Bramble: Spring 2018 print issue available now.
Greetings from the Editor
I’m sure you’ve experienced the unknown of getting from here to there, first draft to final poem, a pile of random words to a line that shocks you. But another element of magic and mystery is the collaboration process, how two (or more) people create a single work while still coming from their own unique vantage point. As in a relationship, a “third” enters that is more than the two that began. Art-inspired, music-inspired, the words of another-inspired, collaboration takes many forms. After reading Wendy Chen’s poem in Rattle, I began to think about translation as collaboration, and in her case, collaboration with a poet of the 12th century. I was thrilled to be able to invite her to submit her poems to Bramble. I hope you enjoy this issue from Jeffrey Johannes’s fabulous cover to Chen’s lovely translations to David Graham’s thoughtful essay and collaborative poems with his friend and Poetry Month co-conspirator Brent Goodman, as well as everything in between.
Happy Poetry Month! Try a joint venture with a friend and see what happens!
Cover art is “Moon Struck Poet," which originally appeared in Graphic Classics: H. P. Lovecraft Volume 4, 2002. Jeffrey Johannes is an artist and poet. As an artist, his work has been displayed throughout Wisconsin including The Milwaukee Art Museum and the Wustum Museum of Fine Arts in Racine. He co-edited the 2012 Wisconsin Poets’ Calendar with his wife Joan, has published poetry in numerous publications, and has a chapbook Ritual for Beginning Again. He is currently combining his art and poetry to create comics, which he calls “pometoons." He lives in Port Edwards, Wisconsin.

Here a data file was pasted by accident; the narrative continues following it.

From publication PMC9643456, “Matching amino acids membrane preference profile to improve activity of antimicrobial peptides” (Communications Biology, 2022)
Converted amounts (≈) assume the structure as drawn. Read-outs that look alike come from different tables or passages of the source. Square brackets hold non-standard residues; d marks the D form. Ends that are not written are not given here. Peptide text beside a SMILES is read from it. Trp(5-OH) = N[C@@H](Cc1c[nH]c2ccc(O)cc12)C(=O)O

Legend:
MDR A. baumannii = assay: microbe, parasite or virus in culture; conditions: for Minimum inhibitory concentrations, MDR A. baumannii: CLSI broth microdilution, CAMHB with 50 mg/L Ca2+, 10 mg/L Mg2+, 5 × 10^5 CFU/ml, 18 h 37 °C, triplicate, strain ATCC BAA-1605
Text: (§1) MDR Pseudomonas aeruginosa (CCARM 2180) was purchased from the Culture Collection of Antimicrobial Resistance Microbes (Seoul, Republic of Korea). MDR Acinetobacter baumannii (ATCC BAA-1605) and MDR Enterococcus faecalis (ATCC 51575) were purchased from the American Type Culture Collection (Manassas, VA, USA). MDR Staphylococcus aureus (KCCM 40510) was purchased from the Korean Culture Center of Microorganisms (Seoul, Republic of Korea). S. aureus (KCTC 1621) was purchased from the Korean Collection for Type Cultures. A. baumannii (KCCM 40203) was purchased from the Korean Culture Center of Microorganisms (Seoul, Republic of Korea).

As in a Dream
Translated by Wendy Chen
Remember that day
spent on the stream,
watching the sunset glaze
So drunk, we could not find
our way back.
It was late
when we turned the boat around
and caught, accidentally, in the deep
tangle of lotus roots.
startling, from the banks,
First published in The McNeese Review
Butterflies Long for Flowers
Translated by Wendy Chen
Gathering of kin on Shangsi Day
In the endless night,
in an empty dream, I dreamt
and returning by the old road.
It blazed again with colors,
announcing the spring.
The light of the flowers.
The image of the moon.
Each shone on the other.
The cup, the plate,
though carelessly filled,
The wine, the sour plums
arranging the flowers—
But do not laugh.
Man, like Spring, grows old.
First published in The McNeese Review
Wendy Chen on the process of translation:
The process of translation for me is a process of communication, collaboration, and reinvention. In translating Li Qingzhao’s poems, written almost a thousand years ago, I wanted to remain true first to not only the meaning of her words, but also the spirit. As many of her poems are written in the highly regulated ci form, which contain certain elements with no English equivalent, I chose to be more flexible with form in my English translations to best highlight her vibrant and evocative imagery. Although translations are compromises and interpretations rather than perfect equivalents, I hope my work captures the striking inventiveness and freshness of her language that has sustained itself through generations.